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Is Your Child a Highly Sensitive Person?


William Van Ornum - published on 06/18/13

Don't try to change them, that's just who they are

Are you or your child a Highly Sensitive Person (HSP)? For 15 years, psychologist Elaine Aron has studied this concept in adults and children. In her view, this doesn’t signify that anything is wrong with a person – it's simply a particular personality style. But oftentimes, schools or society try to change Highly Sensitive People; this is where the problems begin.

What are some characteristics of Highly Sensitive People? These qualities may include keen awareness of other people; becoming overwhelmed in crowds; an intense focused on art or music; needing to be alone in order to recharge; worrying over having done the right thing; and a preference to working alone rather than competitively or in a group.

Many times, Highly Sensitive Persons are introverts, but the two concepts are not exactly the same. Some Highly Sensitive Persons are thrill seekers, and may even appear to be extroverts to others. These fine shades of difference are explained in Aron's book.

Others might think a Highly Sensitive Person has a psychological problem, as some qualities in HSP overlap attention deficit disorders, generalized anxiety disorders, and perhaps even OCD. It becomes a problem when others try to change a highly sensitive person, thinking that they should be different in order to be “healthy.”

Schools often try to change Highly Sensitive Children. They are made to sit at tables facing other children so they can learn to “cooperate,” when in fact they do their best work sitting in a row. They may hold back from many school activities because these have become competitive events. They would rather enjoy sports, art, music, or dance for intrinsic merits, rather than trying to win a blue ribbon or first place.

Sometimes, even the liturgy seems to favor outgoing, hale-and-hearty personalities. There are reasons for facing the priest, shaking hands and hugging, creating round-style churches where congregants face each other, or including many people in an active way in front of others. But when Highly Sensitive People become uncomfortable in situations like this, it is not because they are protesting the liturgy, but rather because it is a proper response given their temperament. Perhaps proponents of such forms of liturgy need to consider the differences in temperament between people, as some need more quiet space with God than others.  (There are many rooms in the Father’s house, yes?)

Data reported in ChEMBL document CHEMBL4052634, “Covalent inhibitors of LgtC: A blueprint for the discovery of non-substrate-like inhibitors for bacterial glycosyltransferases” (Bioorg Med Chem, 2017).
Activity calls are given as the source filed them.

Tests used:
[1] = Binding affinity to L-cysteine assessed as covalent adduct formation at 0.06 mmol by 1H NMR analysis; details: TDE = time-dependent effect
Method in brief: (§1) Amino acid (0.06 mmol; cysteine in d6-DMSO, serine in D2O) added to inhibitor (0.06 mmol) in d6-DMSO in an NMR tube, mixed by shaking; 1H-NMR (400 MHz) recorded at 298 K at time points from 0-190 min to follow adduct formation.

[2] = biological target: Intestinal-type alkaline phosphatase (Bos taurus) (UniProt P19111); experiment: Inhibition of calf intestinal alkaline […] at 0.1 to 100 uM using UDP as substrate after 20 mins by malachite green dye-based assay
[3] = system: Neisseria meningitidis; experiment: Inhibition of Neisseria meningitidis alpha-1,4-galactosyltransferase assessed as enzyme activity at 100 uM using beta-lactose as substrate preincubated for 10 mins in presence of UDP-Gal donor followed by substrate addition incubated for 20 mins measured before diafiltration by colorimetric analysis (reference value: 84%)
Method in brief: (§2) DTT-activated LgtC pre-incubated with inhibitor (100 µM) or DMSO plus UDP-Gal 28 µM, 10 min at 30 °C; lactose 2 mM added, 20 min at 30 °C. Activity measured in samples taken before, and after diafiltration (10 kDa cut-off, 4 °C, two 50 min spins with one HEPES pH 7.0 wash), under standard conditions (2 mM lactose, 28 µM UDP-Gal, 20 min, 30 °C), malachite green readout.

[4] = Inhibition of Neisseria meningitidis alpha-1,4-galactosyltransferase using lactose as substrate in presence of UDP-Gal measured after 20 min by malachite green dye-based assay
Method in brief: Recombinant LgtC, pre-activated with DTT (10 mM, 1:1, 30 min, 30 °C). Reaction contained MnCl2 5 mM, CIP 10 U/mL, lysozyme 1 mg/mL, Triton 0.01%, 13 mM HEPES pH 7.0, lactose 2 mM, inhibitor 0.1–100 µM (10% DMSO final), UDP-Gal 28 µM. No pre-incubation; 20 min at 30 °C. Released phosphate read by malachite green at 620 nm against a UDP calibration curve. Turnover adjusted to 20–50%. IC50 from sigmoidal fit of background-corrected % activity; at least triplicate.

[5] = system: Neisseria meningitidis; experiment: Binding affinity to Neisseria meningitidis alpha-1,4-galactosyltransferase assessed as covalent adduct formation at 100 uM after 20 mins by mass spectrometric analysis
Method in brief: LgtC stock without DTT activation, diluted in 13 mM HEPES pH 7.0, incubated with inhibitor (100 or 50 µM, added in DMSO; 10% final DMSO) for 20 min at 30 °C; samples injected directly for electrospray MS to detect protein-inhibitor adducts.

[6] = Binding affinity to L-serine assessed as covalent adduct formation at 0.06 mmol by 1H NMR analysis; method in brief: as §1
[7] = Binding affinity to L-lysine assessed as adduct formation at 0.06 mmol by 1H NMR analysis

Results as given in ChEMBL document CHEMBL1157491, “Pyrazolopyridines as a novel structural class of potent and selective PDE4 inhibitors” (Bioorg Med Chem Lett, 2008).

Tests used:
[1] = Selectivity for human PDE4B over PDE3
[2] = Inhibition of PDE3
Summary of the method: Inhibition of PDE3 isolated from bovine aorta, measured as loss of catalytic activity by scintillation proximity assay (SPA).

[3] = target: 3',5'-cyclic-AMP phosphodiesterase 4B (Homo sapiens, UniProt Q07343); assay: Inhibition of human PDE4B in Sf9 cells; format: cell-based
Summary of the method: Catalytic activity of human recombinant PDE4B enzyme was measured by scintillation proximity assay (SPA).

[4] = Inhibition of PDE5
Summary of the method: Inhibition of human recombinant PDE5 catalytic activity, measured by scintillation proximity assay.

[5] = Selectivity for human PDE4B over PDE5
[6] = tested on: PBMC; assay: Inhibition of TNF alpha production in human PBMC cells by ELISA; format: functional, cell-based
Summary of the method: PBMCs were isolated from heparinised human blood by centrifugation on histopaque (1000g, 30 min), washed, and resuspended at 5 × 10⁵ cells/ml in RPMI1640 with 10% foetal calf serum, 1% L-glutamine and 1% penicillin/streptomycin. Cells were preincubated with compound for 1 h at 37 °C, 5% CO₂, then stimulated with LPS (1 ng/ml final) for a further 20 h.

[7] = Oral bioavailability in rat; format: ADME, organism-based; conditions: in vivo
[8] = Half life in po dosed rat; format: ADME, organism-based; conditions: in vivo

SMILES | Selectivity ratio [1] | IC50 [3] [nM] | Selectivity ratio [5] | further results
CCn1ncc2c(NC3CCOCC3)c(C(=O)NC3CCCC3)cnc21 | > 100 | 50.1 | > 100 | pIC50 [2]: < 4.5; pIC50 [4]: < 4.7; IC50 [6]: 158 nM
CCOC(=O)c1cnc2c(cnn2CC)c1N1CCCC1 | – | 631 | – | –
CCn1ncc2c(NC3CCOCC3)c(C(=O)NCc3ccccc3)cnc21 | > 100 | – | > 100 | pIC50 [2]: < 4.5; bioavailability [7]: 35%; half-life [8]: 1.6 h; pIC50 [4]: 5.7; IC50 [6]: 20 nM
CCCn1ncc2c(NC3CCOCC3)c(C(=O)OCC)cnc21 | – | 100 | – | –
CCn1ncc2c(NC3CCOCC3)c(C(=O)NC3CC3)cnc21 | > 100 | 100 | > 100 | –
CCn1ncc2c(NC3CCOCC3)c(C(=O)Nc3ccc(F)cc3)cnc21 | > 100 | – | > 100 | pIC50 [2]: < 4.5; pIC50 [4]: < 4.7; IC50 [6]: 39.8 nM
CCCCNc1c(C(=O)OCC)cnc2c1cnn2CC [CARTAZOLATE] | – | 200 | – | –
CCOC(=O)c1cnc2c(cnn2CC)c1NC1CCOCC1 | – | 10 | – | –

It is a lucky HSP who can figure out a vocational choice that reinforces personal style and yet allows the person to make a secure living. Highly Sensitive Persons can be found among forest rangers, teachers, writers, religious educators, musicians, scholars and researchers, doctors, and stay-at-home parents. Sometimes homeschooling is a good option when both parent and child is a Highly Sensitive Person.

Aron speculates that in many fields (because of the economy), there are more persons who are competitive, outgoing, and wanting to change people and systems who no longer seek jobs in competitive business ventures.  This may account for changes in fields of education and medicine, where the bottom line and profit are now becoming more and more important.

We've just touched very briefly on the very enriching and intriguing concept of HSP. If you would like to learn more, please consider reading Aron’s books, The Highly Sensitive Person and The Highly Sensitive Child.

Author’s Note: I would be interested in hearing about any of your thoughts for possible articles on psychology/parents/children. Please write to me at

Dr. William Van Ornum is a licensed clinical psychologist who graduated from Loyola University of Chicago. He is professor of psychology at Marist College and director of research at American Mental Health Foundation.

Health and WellnessMental HealthParenting

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